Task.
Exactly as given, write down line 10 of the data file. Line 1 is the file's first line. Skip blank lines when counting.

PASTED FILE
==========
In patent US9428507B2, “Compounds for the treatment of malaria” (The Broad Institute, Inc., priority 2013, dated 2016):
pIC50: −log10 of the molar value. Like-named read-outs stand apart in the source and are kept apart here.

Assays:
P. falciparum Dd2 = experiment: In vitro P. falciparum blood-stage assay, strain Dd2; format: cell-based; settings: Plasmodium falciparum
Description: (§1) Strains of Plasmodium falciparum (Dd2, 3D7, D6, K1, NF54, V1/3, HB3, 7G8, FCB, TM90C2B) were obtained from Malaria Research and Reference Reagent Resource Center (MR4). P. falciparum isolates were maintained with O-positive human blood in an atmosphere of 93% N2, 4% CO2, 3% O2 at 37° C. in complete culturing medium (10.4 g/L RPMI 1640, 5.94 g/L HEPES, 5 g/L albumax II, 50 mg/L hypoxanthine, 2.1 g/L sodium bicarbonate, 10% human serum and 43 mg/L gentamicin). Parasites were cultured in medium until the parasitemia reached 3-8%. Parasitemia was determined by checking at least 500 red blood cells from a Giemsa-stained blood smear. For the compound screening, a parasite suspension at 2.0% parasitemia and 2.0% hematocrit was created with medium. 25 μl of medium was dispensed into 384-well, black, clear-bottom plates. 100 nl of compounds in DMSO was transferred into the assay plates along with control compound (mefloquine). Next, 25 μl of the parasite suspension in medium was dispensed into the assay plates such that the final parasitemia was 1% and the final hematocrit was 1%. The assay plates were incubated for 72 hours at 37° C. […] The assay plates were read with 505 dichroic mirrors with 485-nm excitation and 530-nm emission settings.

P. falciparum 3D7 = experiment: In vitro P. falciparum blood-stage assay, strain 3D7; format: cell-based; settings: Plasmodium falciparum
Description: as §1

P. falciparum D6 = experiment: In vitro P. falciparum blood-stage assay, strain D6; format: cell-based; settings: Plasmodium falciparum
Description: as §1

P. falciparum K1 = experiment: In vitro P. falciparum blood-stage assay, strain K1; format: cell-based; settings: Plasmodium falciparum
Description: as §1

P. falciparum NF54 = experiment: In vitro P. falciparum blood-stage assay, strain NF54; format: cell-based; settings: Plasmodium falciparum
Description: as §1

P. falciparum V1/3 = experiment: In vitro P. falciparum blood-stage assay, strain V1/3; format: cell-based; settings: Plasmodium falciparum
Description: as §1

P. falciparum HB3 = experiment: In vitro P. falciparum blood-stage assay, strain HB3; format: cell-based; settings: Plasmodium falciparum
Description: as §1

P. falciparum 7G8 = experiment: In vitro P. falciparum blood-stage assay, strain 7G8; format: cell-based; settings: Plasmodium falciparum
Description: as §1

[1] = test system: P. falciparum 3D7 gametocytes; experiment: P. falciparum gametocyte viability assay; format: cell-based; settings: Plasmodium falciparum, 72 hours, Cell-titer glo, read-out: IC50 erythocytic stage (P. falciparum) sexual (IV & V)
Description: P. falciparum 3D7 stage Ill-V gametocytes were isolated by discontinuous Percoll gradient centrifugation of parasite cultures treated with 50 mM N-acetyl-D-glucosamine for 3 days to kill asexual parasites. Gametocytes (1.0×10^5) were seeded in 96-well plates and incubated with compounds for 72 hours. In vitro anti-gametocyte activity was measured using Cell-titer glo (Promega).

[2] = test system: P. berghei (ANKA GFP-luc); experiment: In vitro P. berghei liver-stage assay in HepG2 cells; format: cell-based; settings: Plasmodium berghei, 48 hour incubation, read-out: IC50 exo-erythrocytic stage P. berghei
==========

P. falciparum K1 = experiment: In vitro P. falciparum blood-stage assay, strain K1; format: cell-based; settings: Plasmodium falciparum